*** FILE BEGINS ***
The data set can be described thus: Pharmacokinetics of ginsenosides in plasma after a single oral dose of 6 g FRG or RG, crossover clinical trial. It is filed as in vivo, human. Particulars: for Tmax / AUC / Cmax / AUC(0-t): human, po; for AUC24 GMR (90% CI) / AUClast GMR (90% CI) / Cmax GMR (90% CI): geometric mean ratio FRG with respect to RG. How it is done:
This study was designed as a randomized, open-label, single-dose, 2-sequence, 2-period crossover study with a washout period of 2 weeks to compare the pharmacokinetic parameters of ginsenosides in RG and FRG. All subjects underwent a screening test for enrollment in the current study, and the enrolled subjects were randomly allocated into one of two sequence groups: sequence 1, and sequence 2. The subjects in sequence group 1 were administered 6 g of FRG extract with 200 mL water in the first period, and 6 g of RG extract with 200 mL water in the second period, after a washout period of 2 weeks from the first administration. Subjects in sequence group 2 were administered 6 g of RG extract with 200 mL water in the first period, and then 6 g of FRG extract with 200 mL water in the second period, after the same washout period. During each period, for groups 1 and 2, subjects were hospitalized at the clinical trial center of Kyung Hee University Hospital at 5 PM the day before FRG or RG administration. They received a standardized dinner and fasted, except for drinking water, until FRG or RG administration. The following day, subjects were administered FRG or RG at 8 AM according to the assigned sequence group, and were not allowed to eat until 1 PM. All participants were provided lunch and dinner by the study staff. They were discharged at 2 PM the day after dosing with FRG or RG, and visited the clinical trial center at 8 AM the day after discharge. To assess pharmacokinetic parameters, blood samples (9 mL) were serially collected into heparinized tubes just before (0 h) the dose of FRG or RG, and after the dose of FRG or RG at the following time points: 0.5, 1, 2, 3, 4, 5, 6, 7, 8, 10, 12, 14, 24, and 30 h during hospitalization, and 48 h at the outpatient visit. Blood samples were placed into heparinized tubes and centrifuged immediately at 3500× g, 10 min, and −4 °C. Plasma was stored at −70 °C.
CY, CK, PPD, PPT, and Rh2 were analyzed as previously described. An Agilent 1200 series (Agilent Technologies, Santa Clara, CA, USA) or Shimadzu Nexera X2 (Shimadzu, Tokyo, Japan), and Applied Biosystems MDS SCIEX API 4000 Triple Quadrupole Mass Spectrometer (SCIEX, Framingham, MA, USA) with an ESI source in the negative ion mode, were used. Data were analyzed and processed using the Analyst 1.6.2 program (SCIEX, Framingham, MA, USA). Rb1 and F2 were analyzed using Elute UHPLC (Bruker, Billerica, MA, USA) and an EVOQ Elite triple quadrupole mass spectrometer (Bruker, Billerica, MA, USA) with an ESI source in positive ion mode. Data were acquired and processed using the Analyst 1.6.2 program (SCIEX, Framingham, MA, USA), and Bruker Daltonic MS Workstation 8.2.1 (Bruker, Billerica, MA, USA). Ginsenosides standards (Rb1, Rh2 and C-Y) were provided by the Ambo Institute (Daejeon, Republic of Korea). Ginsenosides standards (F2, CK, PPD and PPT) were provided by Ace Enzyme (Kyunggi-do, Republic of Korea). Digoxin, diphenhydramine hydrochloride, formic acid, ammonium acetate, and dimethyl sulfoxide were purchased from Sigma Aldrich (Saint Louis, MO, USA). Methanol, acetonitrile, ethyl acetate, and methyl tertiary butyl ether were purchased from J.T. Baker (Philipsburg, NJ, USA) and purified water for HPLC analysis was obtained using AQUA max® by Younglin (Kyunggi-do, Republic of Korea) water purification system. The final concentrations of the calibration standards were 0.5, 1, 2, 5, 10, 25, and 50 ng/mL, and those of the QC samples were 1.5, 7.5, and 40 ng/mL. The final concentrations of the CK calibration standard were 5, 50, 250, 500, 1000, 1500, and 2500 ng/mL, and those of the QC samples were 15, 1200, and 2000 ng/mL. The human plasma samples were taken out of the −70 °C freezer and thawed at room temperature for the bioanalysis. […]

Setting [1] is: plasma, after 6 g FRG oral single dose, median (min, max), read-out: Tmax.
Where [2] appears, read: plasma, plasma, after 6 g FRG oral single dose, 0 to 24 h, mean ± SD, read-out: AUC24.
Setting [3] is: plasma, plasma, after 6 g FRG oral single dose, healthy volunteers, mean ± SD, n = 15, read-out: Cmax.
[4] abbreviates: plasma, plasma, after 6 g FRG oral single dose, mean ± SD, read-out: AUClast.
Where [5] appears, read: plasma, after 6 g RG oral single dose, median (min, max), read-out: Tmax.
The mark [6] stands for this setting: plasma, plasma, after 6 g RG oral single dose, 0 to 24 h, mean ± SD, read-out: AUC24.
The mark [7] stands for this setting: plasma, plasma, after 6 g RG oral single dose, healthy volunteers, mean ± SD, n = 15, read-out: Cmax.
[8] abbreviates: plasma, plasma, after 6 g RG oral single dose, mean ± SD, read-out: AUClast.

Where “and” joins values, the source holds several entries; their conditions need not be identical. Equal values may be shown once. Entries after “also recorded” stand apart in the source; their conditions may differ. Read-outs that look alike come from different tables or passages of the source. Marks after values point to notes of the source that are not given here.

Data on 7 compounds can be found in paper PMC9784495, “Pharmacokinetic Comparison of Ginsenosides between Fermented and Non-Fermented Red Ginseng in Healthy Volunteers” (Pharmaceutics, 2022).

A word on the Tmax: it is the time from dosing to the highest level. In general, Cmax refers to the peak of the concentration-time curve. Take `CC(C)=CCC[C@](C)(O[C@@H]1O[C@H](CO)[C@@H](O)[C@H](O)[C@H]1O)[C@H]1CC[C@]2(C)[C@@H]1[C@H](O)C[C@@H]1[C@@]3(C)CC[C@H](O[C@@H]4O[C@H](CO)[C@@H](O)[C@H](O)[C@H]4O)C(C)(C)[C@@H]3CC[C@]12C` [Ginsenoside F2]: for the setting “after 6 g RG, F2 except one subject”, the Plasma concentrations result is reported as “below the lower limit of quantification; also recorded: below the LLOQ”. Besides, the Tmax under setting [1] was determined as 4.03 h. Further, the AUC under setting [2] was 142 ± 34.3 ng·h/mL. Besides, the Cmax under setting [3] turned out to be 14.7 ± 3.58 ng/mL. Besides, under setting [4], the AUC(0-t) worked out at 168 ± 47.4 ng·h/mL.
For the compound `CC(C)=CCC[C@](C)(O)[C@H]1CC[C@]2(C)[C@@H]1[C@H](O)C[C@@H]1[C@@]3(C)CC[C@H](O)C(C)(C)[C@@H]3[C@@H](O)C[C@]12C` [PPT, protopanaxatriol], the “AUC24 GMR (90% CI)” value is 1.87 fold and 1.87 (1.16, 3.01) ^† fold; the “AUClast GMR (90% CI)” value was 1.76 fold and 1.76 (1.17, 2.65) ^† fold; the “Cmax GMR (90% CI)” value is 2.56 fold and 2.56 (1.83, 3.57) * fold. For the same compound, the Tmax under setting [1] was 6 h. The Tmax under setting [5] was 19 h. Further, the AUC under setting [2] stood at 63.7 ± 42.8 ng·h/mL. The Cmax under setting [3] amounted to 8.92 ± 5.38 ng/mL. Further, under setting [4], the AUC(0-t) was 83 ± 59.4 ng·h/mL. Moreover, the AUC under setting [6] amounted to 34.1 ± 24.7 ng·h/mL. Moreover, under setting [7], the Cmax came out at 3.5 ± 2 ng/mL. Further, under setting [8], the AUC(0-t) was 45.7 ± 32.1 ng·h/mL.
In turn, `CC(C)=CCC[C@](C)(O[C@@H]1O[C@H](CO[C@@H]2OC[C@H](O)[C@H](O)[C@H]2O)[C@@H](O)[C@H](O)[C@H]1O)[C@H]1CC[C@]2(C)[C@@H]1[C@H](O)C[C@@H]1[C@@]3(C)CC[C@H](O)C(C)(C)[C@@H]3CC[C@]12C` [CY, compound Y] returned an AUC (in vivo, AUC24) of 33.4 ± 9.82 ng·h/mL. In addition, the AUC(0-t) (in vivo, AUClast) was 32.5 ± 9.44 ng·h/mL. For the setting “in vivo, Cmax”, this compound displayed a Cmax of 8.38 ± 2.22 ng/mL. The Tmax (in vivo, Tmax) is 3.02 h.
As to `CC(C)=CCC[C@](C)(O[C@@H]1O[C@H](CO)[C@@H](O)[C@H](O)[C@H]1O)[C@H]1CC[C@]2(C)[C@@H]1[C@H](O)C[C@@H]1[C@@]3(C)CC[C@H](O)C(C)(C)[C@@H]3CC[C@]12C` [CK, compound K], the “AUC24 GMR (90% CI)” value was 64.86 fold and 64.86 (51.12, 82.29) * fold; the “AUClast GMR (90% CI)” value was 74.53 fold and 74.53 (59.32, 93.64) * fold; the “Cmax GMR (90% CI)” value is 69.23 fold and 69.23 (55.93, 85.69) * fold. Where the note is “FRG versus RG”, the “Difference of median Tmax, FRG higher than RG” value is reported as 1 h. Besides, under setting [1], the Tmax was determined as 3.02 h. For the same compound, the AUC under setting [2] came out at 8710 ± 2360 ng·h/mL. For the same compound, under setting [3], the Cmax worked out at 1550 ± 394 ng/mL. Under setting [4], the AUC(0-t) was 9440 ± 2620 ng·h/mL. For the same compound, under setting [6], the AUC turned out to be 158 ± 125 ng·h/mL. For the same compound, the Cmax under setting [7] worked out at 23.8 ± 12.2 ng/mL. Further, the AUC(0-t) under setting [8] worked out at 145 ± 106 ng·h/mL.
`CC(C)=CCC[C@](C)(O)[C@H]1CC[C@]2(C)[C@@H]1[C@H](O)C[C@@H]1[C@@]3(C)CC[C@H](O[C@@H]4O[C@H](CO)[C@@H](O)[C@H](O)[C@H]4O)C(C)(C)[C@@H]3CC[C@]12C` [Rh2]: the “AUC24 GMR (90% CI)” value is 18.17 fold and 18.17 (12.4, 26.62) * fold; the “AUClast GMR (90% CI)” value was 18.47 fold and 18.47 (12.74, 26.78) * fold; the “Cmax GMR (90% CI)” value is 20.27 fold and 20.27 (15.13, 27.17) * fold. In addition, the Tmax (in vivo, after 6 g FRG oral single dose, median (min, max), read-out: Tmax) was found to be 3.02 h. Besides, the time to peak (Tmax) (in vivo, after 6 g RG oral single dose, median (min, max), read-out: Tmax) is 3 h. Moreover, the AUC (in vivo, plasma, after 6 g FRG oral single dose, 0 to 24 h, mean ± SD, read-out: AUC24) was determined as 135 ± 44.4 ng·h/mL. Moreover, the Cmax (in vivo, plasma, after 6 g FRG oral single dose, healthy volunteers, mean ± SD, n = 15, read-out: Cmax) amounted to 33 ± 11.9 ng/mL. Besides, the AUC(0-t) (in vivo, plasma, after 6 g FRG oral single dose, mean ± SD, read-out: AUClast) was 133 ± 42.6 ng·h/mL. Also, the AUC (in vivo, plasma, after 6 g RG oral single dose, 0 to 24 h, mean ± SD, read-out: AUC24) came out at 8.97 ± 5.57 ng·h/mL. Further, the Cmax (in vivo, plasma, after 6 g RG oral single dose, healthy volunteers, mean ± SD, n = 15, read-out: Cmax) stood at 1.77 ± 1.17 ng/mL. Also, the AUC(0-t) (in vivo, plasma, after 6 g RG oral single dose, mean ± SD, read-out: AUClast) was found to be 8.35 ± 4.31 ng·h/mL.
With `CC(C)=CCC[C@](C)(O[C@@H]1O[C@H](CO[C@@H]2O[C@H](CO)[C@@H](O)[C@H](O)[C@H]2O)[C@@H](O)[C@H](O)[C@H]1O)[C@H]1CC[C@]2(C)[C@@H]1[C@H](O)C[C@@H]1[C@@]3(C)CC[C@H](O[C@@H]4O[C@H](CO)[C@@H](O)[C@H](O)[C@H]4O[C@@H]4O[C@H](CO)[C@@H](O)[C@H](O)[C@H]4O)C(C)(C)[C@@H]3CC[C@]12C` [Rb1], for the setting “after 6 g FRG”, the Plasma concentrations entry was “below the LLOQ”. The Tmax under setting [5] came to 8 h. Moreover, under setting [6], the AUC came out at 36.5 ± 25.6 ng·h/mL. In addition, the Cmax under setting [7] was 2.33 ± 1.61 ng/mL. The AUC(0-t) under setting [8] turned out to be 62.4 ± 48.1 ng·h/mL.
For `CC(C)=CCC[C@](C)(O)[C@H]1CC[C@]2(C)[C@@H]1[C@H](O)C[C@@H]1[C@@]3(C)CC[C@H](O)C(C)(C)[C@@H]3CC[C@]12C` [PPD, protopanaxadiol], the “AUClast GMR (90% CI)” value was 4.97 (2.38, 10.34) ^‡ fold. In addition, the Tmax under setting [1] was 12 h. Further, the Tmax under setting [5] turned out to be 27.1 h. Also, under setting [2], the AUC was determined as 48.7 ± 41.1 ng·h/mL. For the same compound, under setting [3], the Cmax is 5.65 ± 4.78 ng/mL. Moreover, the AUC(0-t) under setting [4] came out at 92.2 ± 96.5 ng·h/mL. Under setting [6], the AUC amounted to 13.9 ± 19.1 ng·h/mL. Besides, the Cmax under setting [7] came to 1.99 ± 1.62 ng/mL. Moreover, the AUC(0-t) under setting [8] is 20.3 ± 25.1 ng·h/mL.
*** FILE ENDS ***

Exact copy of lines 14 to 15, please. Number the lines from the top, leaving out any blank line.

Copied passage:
A word on the Tmax: it is the time from dosing to the highest level. In general, Cmax refers to the peak of the concentration-time curve. Take `CC(C)=CCC[C@](C)(O[C@@H]1O[C@H](CO)[C@@H](O)[C@H](O)[C@H]1O)[C@H]1CC[C@]2(C)[C@@H]1[C@H](O)C[C@@H]1[C@@]3(C)CC[C@H](O[C@@H]4O[C@H](CO)[C@@H](O)[C@H](O)[C@H]4O)C(C)(C)[C@@H]3CC[C@]12C` [Ginsenoside F2]: for the setting “after 6 g RG, F2 except one subject”, the Plasma concentrations result is reported as “below the lower limit of quantification; also recorded: below the LLOQ”. Besides, the Tmax under setting [1] was determined as 4.03 h. Further, the AUC under setting [2] was 142 ± 34.3 ng·h/mL. Besides, the Cmax under setting [3] turned out to be 14.7 ± 3.58 ng/mL. Besides, under setting [4], the AUC(0-t) worked out at 168 ± 47.4 ng·h/mL.
For the compound `CC(C)=CCC[C@](C)(O)[C@H]1CC[C@]2(C)[C@@H]1[C@H](O)C[C@@H]1[C@@]3(C)CC[C@H](O)C(C)(C)[C@@H]3[C@@H](O)C[C@]12C` [PPT, protopanaxatriol], the “AUC24 GMR (90% CI)” value is 1.87 fold and 1.87 (1.16, 3.01) ^† fold; the “AUClast GMR (90% CI)” value was 1.76 fold and 1.76 (1.17, 2.65) ^† fold; the “Cmax GMR (90% CI)” value is 2.56 fold and 2.56 (1.83, 3.57) * fold. For the same compound, the Tmax under setting [1] was 6 h. The Tmax under setting [5] was 19 h. Further, the AUC under setting [2] stood at 63.7 ± 42.8 ng·h/mL. The Cmax under setting [3] amounted to 8.92 ± 5.38 ng/mL. Further, under setting [4], the AUC(0-t) was 83 ± 59.4 ng·h/mL. Moreover, the AUC under setting [6] amounted to 34.1 ± 24.7 ng·h/mL. Moreover, under setting [7], the Cmax came out at 3.5 ± 2 ng/mL. Further, under setting [8], the AUC(0-t) was 45.7 ± 32.1 ng·h/mL.